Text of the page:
The women were dressed from head to toe in a sea of white like angels, and the men were wrapped in prayer shawls. At the end of Shaharit services at the synagogue in Gondar, Ethiopia, the devout congregants raised their voices in unison to recite Israel’s national anthem that is so familiar to me, yet felt so different from any other rendition that I have heard. This Hatikvah was more than a hymn; it was a heartfelt prayer uttered by hundreds of men, women and children who have waited years – in some cases decades – to make aliyah and reach Eretz Zion.
I have been privileged to recite Hatikvah at many locations around the globe – with tens of thousands of marchers on the steps of the Capitol building in Washington D.C., on the ashes of the Holocaust in Warsaw and alongside new IDF recruits at the Western Wall in Jerusalem. But never has Israel’s national anthem reached the depths of my soul as it did just a few days ago in Gondar, and never have I understood more what is the meaning of hope.
I was privileged to join a delegation of 60 inspiring Federation leaders across the U.S. and Canada and Jewish Agency for Israel officials, including Chairman of the Executive Major General (res.) Doron Almog, on this journey to learn about the rich history of Ethiopian Jewry and visit the community in Gondar that is awaiting aliyah. During our time together, I heard stories of courage, bravery and sacrifice of our brothers and sisters who made the difficult trek from their villages in Ethiopia to Sudan. I recited a prayer at the Jewish cemetery in Wolloke, where Jews who dreamed of Jerusalem yet never reached the holy city are buried. And I met teenagers who speak in Hebrew and hope of serving one day in the IDF.
At the end of our meaningful journey, our delegation boarded an Ethiopian Airlines jet to Israel together with 209 new olim. Walking up and down the aisles, I couldn’t help but think to myself, which one of these children will one day be the prime minister of Israel? Who will grow up to be a doctor or an educator? How many of them will serve as officers in the IDF? What a privilege it felt to be alongside these heroes who never lost hope that one day they would reach the Land of Israel.
After landing in Ben Gurion Airport, we all continued to a ceremony where we were welcomed by Minister of Aliyah and Integration Pnina Tamano-Shata. It was here where the new olim sang their first Hatikvah in Israel, after hundreds or perhaps thousands of times that many of them recited these words in Ethiopia. But this time, the Hatikvah hymn was not a cry of prayer. It was a song of praise and gratitude that marked the fulfillment of a dream and the beginning of a new journey in the Land of Israel.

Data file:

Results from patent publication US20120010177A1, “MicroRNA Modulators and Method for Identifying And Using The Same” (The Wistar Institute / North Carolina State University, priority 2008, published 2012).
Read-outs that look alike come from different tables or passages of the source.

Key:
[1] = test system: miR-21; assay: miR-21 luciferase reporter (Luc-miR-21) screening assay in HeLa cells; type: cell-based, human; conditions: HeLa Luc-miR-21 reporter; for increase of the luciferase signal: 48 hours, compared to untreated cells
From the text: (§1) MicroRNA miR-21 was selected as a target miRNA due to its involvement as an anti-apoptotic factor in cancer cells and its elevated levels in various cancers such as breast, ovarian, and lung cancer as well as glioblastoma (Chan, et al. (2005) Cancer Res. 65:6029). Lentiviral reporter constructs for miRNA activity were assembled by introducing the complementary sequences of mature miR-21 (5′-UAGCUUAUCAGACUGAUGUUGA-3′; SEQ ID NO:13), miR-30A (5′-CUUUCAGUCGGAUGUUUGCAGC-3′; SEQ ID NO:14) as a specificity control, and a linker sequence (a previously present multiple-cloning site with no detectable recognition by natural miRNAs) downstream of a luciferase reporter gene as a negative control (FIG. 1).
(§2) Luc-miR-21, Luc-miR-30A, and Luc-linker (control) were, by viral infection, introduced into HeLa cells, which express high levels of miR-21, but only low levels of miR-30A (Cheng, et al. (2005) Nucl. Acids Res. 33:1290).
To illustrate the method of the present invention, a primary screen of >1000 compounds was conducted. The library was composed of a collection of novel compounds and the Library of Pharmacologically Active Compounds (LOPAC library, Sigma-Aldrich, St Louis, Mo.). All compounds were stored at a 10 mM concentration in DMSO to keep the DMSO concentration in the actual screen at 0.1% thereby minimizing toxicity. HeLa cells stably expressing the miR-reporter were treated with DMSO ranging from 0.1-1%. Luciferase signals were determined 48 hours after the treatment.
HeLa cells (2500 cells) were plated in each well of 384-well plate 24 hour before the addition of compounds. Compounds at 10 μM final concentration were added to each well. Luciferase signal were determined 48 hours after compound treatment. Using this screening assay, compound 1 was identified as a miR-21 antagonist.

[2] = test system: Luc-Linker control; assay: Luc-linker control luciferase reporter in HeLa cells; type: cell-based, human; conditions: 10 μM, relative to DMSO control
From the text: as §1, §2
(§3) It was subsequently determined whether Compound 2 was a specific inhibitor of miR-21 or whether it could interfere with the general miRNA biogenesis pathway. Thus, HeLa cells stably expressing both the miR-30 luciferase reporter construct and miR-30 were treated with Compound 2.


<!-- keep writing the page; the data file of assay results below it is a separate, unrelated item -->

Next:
These two renditions of Hatikvah are still etched in my heart and I will carry those sounds with me into the upcoming high holidays. When I recite the “avinu malkeinu” prayer and arrive at the stanza asking G-d to inscribe us in the book of redemption and salvation, I will feel overwhelmed with pride knowing that Jewish Federations, in partnership with the Israeli government and our partner The Jewish Agency for Israel, are playing a role in the redemption of our brothers and sisters in Ethiopia and in the ingathering of exiles. Yet at the same time, I will be reminded that our work is not yet done because the words of Hatikvah can still be heard in Gondar and Addis Ababa.
Jewish Federations will continue raising funds towards our $9 million campaign for Ethiopian aliyah and absorption and we will tell the stories of the brave men, women and children who are still yearning for Zion. For as long as hope still rests in their hearts, we pledge to be by their side.
To get involved visit www.jewishfederations.org or connect with your local Jewish Federation